Sunday, 23 May 2010

Frugal Roleplaying

No, I don't mean pretending to be Frugal (you'll need to read everything else I've posted to do that).

It's occurred to me, as things sometimes do, that I talk a little bit too much about miniatures gaming, and not enough about the other, arguably more Frugal kinds of gaming I also do. I'll have to brew up some more stuff on the computer side of things, but for now I want to share a few thoughts about roleplaying.

First thought: roleplaying can be done with precious little stuff. While quite a few modern roleplaying games are either big boxes full of special stuff designed for use with that game and no other (forcing the customer to buy something with only one use), or very obviously built with miniatures and a mat and accessories like that in mind (naming no names), most are not. If you're not into detailed combat-heavy roleplaying and prefer a sort of armchair-improvisational-theatre approach to the business, you can probably get by with books, players and a bag o' generic, not-too-pricey funny-shaped dice.

Second thought: most of any given roleplaying product line is junk. I could go on (and have done, at length, in the past) about how this came to pass, but the short version is that big-name roleplaying game developers have a lot of overheads to cover and they cover them by releasing a steady stream of supplements which, as the game continues to age, contain increasingly irrelevant content. What I've found, as the years have gone by, is that a decent roleplaying game will have a lot of inspiring narrative possibilities implicit in its core rulebook; so many that I frequently want to run two or three games at once so I don't cram all the ideas into one and end up spoiling it. White Wolf are bizarrely good at coming up with interesting and inspiring core manuals that stand up very nicely on their own - I say 'bizzarely' because they're also the dark lords of splatbooking and seem to base their business on releasing a pretty expensive book for every kind of player character, every faction they might join, every location they might visit and so on ad infinitum et nauseam.

Actually, for all that I've had a go at White Wolf, the supplements for their core World of Darkness game tend to be quite good. I've had a lot of mileage out of Antagonists, Mysterious Places and Ghost Stories - the early weeks of my Mage game were essentially a character, location and story hook from each of these books sort of smooshed together, and you could probably run a decent long-term horror game just out of these and the WoD core book.

Third thought: roleplaying has some hidden expenses, not least of which is the cost of feeding four or five visitors to your forbidding doom fortress (hush now Dave, beige walls are VERY forbidding) instead of one or two. Pete did a post on his board gaming night a while back and frankly the same principles apply to roleplaying: if everyone brings food the cost stays down (also you get to sample some fine quality grub, as my Dark Heresy players will attest). I'd mention the time investment here too, but to be honest I'm not sure there's such a massive one. If you're one of those game-runners who insists on having every possible pathway mapped out, every room detailed, every last currency unit assigned to the pocket of an NPC, yeah, it'll take a while. If you cultivate your improvisational skills, you can keep the time investment in a roleplaying game down to the point where it's not much more work than playing a miniatures game once a fortnight would be.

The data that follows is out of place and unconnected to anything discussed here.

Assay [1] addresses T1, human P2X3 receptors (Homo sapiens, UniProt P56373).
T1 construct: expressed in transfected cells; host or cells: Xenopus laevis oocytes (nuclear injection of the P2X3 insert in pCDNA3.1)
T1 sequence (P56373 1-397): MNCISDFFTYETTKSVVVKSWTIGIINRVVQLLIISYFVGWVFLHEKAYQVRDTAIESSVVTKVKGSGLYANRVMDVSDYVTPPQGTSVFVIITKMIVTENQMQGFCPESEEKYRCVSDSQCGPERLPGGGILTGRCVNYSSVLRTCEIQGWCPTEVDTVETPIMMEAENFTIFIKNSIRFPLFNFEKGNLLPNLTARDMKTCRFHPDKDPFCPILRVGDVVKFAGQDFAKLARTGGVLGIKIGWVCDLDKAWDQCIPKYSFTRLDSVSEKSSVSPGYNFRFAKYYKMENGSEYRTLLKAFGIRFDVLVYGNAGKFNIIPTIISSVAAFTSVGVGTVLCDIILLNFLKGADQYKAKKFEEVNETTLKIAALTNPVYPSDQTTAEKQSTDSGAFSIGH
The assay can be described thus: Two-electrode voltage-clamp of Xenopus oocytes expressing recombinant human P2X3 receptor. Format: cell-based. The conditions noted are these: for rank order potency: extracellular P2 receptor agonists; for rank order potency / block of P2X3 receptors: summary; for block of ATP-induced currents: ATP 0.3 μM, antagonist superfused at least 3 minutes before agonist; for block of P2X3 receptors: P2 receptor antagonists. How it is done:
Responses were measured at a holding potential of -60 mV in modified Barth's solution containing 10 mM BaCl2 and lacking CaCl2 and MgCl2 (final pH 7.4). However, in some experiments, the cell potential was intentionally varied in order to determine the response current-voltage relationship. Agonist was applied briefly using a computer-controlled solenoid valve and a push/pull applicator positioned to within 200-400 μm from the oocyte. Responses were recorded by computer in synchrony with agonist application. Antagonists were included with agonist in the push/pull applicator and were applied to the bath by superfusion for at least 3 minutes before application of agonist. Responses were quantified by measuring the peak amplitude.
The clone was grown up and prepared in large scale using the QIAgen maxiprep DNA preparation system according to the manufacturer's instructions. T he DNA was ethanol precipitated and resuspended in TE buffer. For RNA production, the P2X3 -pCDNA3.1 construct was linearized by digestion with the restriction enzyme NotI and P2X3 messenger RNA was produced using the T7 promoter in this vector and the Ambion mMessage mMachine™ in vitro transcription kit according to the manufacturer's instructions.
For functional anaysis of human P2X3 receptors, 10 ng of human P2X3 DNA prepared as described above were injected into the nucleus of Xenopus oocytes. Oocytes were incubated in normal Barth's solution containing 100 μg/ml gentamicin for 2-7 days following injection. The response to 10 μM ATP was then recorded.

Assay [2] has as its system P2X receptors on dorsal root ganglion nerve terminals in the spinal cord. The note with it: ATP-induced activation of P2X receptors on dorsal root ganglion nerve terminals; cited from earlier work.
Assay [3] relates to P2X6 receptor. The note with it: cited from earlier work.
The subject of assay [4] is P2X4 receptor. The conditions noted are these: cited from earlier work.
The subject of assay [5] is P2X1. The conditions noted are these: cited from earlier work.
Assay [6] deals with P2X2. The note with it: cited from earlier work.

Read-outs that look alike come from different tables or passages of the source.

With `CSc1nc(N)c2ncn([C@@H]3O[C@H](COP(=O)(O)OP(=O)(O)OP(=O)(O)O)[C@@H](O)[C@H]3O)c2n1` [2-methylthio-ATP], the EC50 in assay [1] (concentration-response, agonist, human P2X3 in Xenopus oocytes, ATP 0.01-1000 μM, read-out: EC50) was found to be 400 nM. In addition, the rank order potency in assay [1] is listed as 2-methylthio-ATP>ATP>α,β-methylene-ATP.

What I look for in a roleplaying game, then, is something that can be run out of one or two core books, that has a lot of replayability (i.e. is flexible enough to tell different stories with and doesn't just fall into predictability the third or fourth time out). What I look for in a supplement is something with more than niche appeal - I'm much more likely to buy a book of generic story hooks than I am a book that details a particular location, or a particular player-character construction option that'll only be useful if someone in the group happens to choose that particular path for their invisible kleptomaniac avatar.

I have a lot of love for Savage Worlds, which is generic enough to run action-heavy games in a lot of different settings, and minimalist enough to allow for stories beyond the pulp adventure stuff that its system is built to facilitate. The core book basically presents you with a wide-open rules system that can fit in anything from robots and spaceships and lasers and stuff to half-orcs and bird-people with honking great swords (and can in fact accommodate both of those in the same game if you're feeling a bit mental), which lends itself to the imaginative campaign designer who doesn't mind doing their own world-building, or who has a background book by someone else lying around to do that bit on their behalf.

In a similar sort of way, Atomic Sock Monkey produce a system called PDQ, which is similarly broad and generic, designed around story-heavy, narrative-driven, lots-of-word-talking gameplay that fits the action in without breaking it up to search for immersion-breaking polyhedra. If your group are quick thinkers with sharp tongues and not afraid to do a bit of describin', I'd recommend this system without a doubt. Oh, and did I mention that it's free? And that the demos for their various settings are also free?

Thought that'd get your interest.

1 comment:

pete the pagan-gerbil said...

Hmm, I'll have to take a look at Savage Worlds stuff, some of the Plot Points books look interesting. Our group finished a modified RuneQuest thing a while ago, I've been itching to try something new!